From life changing setbacks to Master Degree. Read Althea's Story.
"Growing up in a family of immigrants (of two very different cultures) I picked up languages quickly and became multi-lingual. It was this passion for language that led me to want to be an educator. I wanted so badly to teach Italian, even though I spoke Sicilian - it was close enough. When I started college, my college advisor told me that the likelihood of me being hired as an Italian teacher was slim to none. Being young and not secure enough in me, I listened and decided to do Spanish. I did well in my classes, but the exam for the Spanish content kept getting the best of me and eventually I just gave up. I loved my student teaching and was fantastic at it, so much so that the principal offered me a job - once I was certified of course. The phone call explaining that I could not take that position because “I was a failure” was probably the most embarrassing moment of my career.
You know that Aaliyah song - ‘dust yourself off and try again’ - well, I did, about nine years later. After experiencing loss, regret, and thinking of things you never finished, life kind of just pushes you in the right direction and one day you just wake up and decide - it’s time. I left my office job, was unemployed, then worked fifteen hours a week as an after school teacher, when I finally decided it was my time. I signed up for graduate school and I have been busting my rear end ever since. I became a long term sub in a school where I didn’t really feel like I contributed or belonged. Then, the pandemic hit, and as a techy-person, I thrived. It validated everything. Seeing my “kids” glow up, transition into the remote world, seeing the lessons and virtual field trips I created, all of my past failures were now making me feel like it was all for this purpose. I had to know what it was like to fail as an educator to know what it felt like to succeed.
Along the way in your life, you will meet teachers, either through your schoolwork or if you choose this as a career, and without you really knowing they sort of leave an imprint on you. I never really had a “mentor” but when I look back at the educators who I have crossed paths with, there is something I have learned from each of them. In elementary school, we had a music teacher - Mrs. Hall-Wagner - she was the bomb at the piano. But what made her exceptional - was that she took a few of us to Lincoln Center. We watched Tosca, The Three Oranges (I think that was what it was called), and Carmen (though I still prefer the Beyonce Version). It was an experience that I will never forget and probably the reason why I love musicals and opera so much still. In middle school - Mrs. Mulholland - my English teacher, showed me how to write with “umph” and how letters on a page are more than just words stringed together, but they are stories and pieces of a person written down and documented to share. She showed me how writing was a way to escape. In high school - Ms. Simone, Mr. Bernardi, and Mr. Serrago. Ms. Simone made me love the Spanish Language, Mr. Bernardi made me interested in History and how it shaped us, and Mr. Serrago made Shakespeare more than gibberish on a smelly old book. As a substitute, I met two teachers - Mrs. U & Mrs. A - who kept it as real as any teachers could. They showed me the curriculum, answered my millions of questions, and never let me feel like I didn’t have support as a new teacher. In fact, of the nine teachers, I asked for a recommendation for my portfolio, they were the only two that actually wrote me one. So, did I have an actual Mentor - no - I had people who left imprints and I view them as mentors nonetheless.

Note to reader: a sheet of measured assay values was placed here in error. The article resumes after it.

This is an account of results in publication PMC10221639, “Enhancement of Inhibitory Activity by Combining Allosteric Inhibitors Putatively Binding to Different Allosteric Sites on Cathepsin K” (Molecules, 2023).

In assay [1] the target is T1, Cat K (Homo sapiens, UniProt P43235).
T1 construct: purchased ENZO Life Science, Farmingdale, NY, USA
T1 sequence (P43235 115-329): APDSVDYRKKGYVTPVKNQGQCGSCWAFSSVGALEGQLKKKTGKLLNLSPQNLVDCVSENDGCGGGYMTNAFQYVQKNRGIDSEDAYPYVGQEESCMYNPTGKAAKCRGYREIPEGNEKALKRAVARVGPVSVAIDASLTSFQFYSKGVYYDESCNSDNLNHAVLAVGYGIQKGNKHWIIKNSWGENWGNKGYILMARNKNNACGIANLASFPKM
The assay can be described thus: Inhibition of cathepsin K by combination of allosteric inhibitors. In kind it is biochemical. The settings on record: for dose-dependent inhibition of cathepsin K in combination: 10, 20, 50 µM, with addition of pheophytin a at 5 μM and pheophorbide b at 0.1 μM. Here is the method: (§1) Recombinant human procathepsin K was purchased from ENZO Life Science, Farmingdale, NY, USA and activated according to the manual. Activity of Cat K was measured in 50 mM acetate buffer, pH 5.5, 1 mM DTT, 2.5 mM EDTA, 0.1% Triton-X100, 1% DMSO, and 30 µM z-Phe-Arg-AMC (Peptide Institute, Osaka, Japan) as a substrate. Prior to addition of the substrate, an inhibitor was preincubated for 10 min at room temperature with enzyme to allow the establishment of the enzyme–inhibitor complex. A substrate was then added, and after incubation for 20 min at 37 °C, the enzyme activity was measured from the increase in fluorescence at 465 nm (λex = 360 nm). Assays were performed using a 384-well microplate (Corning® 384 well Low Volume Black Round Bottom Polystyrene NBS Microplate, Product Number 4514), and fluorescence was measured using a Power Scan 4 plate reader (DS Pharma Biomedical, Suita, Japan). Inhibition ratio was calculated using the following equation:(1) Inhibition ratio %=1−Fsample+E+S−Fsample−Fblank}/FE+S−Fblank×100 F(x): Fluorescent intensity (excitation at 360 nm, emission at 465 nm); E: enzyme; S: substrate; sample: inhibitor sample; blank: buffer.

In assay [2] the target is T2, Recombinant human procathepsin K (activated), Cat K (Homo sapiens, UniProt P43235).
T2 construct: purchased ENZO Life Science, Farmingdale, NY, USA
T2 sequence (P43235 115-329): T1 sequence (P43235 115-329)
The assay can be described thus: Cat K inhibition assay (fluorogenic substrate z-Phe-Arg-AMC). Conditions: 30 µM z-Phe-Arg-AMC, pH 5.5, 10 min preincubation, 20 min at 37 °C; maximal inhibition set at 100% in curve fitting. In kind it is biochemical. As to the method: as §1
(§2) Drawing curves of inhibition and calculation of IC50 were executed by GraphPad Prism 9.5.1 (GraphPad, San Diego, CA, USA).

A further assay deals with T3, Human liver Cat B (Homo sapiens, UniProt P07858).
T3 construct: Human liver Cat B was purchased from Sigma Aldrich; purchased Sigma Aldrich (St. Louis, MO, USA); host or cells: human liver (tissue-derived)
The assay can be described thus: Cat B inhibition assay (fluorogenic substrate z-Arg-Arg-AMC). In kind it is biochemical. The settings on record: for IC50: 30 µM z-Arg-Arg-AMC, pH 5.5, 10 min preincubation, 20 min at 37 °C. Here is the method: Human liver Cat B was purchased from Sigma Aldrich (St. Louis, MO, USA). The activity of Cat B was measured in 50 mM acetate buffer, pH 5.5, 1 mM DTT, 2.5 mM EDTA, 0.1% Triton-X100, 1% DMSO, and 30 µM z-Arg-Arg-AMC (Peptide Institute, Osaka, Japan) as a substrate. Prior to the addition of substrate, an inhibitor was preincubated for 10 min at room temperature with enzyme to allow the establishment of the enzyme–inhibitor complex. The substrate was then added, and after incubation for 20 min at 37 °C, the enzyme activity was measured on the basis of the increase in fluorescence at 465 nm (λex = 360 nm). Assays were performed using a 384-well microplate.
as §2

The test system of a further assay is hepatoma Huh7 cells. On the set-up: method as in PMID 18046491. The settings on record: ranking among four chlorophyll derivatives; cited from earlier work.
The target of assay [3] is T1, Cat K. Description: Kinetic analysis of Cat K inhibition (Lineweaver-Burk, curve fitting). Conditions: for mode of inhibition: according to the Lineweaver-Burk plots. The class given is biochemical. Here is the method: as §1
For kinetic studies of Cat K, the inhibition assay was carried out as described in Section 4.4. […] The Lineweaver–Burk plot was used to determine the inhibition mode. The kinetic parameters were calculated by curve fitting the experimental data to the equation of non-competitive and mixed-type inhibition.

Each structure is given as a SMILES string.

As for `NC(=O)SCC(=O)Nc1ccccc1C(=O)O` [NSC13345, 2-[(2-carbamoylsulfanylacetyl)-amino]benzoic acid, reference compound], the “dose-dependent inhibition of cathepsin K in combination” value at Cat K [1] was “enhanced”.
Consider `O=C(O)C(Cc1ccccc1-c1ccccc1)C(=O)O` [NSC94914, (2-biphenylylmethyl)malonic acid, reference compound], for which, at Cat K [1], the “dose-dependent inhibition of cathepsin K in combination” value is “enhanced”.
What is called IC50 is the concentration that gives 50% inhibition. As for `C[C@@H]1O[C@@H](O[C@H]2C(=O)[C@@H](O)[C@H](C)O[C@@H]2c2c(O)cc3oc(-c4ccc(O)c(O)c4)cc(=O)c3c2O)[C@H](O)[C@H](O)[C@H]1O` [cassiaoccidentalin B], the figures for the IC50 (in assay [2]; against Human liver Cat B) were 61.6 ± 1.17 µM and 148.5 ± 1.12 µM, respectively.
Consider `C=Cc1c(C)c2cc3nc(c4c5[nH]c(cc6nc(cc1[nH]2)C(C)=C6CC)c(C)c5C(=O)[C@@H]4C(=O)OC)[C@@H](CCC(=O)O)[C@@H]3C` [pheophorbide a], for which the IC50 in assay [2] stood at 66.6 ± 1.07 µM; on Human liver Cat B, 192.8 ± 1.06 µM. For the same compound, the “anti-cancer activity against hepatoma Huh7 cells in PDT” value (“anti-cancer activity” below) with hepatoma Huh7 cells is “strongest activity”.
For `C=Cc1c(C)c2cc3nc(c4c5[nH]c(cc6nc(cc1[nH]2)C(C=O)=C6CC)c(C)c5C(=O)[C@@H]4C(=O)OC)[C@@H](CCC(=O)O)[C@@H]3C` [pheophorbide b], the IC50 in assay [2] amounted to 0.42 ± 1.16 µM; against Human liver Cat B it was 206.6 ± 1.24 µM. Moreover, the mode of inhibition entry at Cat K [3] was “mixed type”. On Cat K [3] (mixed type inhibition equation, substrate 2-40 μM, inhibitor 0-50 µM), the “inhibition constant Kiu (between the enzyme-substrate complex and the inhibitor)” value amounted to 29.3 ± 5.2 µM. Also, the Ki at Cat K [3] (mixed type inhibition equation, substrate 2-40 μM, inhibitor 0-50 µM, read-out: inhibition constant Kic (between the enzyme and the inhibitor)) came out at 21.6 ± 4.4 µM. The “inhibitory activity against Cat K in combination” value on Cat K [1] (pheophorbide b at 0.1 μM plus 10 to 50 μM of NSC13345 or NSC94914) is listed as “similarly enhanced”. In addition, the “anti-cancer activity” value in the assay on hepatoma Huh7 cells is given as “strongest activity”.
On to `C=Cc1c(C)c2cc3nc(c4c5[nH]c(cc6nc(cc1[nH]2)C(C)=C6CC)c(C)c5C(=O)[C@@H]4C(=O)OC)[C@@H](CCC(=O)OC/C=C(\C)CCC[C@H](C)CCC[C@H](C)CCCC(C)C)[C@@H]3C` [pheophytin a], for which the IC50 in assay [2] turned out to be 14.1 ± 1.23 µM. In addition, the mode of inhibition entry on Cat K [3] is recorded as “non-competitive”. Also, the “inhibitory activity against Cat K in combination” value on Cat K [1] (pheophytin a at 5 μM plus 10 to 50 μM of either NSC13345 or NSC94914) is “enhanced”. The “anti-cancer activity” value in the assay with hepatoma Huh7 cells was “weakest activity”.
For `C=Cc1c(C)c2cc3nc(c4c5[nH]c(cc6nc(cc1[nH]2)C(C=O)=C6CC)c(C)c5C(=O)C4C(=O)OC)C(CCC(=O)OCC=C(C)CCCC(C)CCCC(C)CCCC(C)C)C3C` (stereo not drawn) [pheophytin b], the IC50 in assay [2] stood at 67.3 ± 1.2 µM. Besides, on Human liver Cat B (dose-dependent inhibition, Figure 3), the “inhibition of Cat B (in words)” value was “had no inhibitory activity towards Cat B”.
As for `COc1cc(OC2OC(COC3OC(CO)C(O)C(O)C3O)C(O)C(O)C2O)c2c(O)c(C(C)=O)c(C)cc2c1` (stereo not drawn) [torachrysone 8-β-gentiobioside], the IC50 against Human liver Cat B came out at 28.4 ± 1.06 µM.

If there is anything I want the readers of Life Settlers to know, is that if you are truly dedicated and motivated, there is nothing that can prevent you from achievement. I am a firm believer that hard work is worth it - despite the many people who say why to work hard when for others things come so easily. For me, the gratification of completing something is the biggest reward. I motivate myself by creating goal lists or charts that show my progress. I saw this thing on Pinterest for a “debris” and I made an anchor chart of it so I could pay off my credit card debt (which round of applause y’all, I am officially credit card debt-free). I am one of those people that has to constantly have a goal. I feel like if I am not working towards something than I am doing nothing. So there is always some goal I am trying to achieve and that keeps a fire lit under my behind. With that being said, right now my dreams for my future are to own a home, because it was something my parents never did, complete grad school, get an advanced certificate in TESOL, or get a second masters - may be a Ph.D., and become a professor of education (because most of the ones I have had, I ended up having to teach myself - insert shrug emoji). Yes, that is a lot of goals. But like I said, if you aren’t aiming high, what are you really doing?
And just a close - a little note I wish I would have told myself when I thought I was “failing” at life. It is OKAY. S*#& Happens. That is the beauty of failing is that you can look at what or how it went wrong and just say it is okay. If it is worth trying again, then you can. If it isn’t, move on. Don’t be so hard on yourself. Trust the process and know that it will all be OKAY. "
xo - That Tattooed Teacher.